"(b) The Commissioner, with the approval of the Secretary, shall prescribe such regulations as he may deem necessary in order that the tax liability of any affiliated group of corporations making a consolidated return and of each corporation in the group, both during and after the period of affiliation, may be determined, computed, assessed, collected, and adjusted in such manner as clearly to reflect the income and to prevent avoidance of tax liability."

    Pursuant to this authority the Commissioner promulgated Regulation 75. The applicable sections are as follows:

    "Article 13(g). If a corporation, during its taxable year becomes a member of an affiliated group, its income for the portion of such taxable year not included in the consolidated return of such group must be included in a separate return. * * *

    "Article 14. The taxable year of the parent corporation shall be considered as the *761 taxable year of an affiliated group which makes a consolidated return, and the consolidated net income must be computed on the basis of the taxable year of the parent corporation."

    "Article 41(d). Any period of less than twelve months for which either a separate return or a consolidated return is filed, under the provisions of Article 13, shall be considered as a taxable year."

    It is argued from this that since subsection (a) of section 141, 26 U.S.C.A. § 141(a) and note, gives the Commissioner authority to prescribe such regulations as he may deem necessary to determine the tax liability of an affiliated group of corporations making a consolidated return, and since the exercise of the privilege of making such return granted by subsection (a) is conditioned upon the consent of all of the members of the affiliation to such regulations, the taxpayer, notwithstanding the meaning of the term "taxable years" in the carry-over section, is bound by all regulations once it has sought and obtained the privilege of filing a consolidated return.

    The argument is not persuasive. The 1928 Act permits the carrying over into two successive taxable years of net losses suffered in any year. It does so in terms concededly identical with those employed in the 1926 Act. Its purpose was, undoubtedly, to stabilize income over three year periods. The authority of the Commissioner to make regulations is admittedly broad, and the complexity of the administrative problems entrusted to his decision requires that it be so. This does not mean, however, that there is power in the Commissioner to amend the statute or to require surrender of any part of the statutory privilege as a condition to the grant of permission to file a consolidated return. Moreover, the purpose of section 141 seems clear from its terms. Subsection (a) requires that all corporations which are members of the affiliated group shall consent to regulations prescribed under subsection (b), and (b) indicates the scope of the regulations authorized. They are such as are deemed necessary in order that the computation of tax liability of an affiliated group of corporations making a consolidated return shall clearly reflect income and prevent tax avoidance. It is difficult to see wherein Article 14(d) of Regulation 75 is in pursuance of that purpose. The stabilizing of corporate income over a three year period is not served by stabilizing income over a shorter period. The regulation is not effective to prevent tax avoidance, for if such is the purpose of the affiliation the corporations need only to affiliate at the beginning of a calendar or fiscal year. Nor does it help to clearly reflect income, for income remains the same whether computed for the whole year or by separate periods. A different situation is presented where a corporation seeks to change from a calendar year to a fiscal year basis, or vice versa. This, unlike affiliation, may not be effected without the consent of the Commissioner, and rightly so, for then opportunity is presented for tax avoidance by shifting the beginnings of fiscal years to take the best advantage of losses or changes in tax rates. So Wishnick-Tumpeer v. Helvering, 64 App. D.C. 295, 77 F.2d 774, is clearly to be distinguished from cases like the present, and was distinguished not only in Helvering v. Morgan's, supra, but by the very court which announced it.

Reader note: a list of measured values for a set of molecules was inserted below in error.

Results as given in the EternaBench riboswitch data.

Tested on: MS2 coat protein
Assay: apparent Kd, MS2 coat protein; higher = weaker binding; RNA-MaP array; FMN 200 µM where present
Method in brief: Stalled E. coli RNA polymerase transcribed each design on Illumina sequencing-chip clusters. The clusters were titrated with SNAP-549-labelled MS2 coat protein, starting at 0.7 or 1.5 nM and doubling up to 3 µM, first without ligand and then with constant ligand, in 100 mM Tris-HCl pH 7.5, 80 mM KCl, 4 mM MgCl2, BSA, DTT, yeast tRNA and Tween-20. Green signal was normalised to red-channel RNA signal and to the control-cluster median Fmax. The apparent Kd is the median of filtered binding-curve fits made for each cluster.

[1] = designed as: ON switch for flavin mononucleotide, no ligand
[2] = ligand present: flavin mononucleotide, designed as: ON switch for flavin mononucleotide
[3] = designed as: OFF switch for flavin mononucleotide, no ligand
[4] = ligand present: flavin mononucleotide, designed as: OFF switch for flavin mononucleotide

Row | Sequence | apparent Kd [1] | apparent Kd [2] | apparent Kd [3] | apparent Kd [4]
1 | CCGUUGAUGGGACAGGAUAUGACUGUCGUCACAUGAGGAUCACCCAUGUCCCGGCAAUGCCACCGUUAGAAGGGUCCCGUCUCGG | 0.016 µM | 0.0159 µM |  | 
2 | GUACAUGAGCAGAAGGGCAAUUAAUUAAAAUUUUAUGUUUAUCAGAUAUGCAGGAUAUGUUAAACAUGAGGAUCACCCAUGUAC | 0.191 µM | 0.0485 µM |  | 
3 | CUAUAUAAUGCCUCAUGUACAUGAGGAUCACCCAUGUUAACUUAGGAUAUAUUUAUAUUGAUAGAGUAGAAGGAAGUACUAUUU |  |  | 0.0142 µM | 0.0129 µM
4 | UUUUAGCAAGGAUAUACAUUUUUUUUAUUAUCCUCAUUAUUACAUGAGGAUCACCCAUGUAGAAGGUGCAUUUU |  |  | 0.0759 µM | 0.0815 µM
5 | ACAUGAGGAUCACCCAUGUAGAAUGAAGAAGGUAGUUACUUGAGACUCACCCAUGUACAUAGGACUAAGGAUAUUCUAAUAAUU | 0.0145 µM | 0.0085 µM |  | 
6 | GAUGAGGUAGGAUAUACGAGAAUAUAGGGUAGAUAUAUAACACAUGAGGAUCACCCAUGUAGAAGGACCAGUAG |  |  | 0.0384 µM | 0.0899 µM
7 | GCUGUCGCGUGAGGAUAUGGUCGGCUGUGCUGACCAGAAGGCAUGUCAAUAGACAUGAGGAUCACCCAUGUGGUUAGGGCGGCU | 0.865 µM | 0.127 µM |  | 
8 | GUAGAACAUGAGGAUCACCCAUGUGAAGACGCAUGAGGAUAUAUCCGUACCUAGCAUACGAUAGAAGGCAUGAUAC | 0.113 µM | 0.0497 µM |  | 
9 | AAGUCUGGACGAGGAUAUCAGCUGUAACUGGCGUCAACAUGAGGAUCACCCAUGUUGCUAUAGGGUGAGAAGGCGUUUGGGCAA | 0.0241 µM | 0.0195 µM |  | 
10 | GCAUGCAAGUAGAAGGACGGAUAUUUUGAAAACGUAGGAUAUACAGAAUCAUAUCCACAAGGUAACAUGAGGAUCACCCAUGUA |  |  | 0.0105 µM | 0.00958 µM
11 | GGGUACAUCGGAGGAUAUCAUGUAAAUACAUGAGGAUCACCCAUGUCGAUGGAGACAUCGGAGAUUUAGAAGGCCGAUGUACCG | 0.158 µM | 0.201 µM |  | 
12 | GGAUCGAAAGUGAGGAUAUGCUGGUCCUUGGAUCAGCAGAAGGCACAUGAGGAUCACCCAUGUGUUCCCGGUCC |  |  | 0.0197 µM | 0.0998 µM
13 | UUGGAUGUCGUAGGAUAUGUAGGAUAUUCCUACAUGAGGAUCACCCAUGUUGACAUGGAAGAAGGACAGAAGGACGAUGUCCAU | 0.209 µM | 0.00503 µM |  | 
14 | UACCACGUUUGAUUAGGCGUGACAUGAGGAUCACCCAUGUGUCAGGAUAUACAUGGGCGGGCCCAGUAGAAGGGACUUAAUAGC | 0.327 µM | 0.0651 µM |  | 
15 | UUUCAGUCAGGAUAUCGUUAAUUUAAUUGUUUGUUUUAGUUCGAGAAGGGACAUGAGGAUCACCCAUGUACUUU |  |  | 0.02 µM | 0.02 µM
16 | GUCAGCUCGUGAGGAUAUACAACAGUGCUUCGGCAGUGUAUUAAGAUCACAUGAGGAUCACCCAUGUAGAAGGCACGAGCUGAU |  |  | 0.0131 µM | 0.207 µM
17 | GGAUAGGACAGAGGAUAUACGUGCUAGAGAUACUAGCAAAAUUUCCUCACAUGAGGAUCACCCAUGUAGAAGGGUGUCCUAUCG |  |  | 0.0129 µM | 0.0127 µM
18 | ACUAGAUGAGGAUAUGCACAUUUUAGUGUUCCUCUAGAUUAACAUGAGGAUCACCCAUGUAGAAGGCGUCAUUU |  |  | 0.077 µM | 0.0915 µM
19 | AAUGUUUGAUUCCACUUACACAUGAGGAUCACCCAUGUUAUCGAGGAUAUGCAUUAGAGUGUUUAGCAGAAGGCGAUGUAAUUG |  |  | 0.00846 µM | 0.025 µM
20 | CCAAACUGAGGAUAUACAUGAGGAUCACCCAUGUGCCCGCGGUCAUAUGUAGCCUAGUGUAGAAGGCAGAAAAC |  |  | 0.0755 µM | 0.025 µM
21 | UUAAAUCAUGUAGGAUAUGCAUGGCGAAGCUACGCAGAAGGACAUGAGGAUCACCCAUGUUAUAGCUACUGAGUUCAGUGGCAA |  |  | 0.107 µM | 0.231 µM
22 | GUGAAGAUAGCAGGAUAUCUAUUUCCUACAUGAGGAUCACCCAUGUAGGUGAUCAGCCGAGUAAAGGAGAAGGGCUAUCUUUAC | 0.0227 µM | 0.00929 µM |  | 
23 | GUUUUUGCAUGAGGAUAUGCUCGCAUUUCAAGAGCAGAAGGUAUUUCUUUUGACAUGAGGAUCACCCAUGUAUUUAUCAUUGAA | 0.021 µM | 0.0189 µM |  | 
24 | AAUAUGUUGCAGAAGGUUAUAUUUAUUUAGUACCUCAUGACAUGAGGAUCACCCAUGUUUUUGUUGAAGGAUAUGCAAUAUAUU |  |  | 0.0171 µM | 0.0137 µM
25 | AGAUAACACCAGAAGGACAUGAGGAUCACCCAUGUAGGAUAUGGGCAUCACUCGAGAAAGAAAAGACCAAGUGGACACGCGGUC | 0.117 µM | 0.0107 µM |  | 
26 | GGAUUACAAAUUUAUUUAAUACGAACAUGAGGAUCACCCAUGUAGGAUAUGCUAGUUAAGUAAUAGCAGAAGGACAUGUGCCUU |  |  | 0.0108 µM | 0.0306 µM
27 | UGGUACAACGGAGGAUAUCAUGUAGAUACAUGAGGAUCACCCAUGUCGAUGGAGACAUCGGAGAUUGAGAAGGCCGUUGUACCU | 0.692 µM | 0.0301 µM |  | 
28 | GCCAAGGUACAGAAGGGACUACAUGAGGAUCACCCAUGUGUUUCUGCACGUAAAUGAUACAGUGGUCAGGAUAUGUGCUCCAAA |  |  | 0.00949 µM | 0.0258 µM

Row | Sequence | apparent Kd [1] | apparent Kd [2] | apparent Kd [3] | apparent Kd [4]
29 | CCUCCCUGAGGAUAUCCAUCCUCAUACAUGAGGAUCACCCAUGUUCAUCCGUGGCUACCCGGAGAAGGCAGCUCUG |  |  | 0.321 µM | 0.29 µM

Our conclusion is that notwithstanding the breadth of authority given to the Commissioner by the 1928 Act to make regulations, no authority was conferred thereby upon him to change the statute so as to deprive a corporate taxpayer making a consolidated return of the full benefit of the carry-over section. In this we are in accord with the decision of the Ninth Circuit Court of Appeals in Palomas Land & Cattle Co. v. Commissioner, 91 F.2d 100, and supported by the reasoning of the court in the Second Circuit in Corner Broadway-Maiden Lane, Inc. v. Commissioner, 76 F.2d 106.

    The decision of the Board of Tax Appeals is affirmed.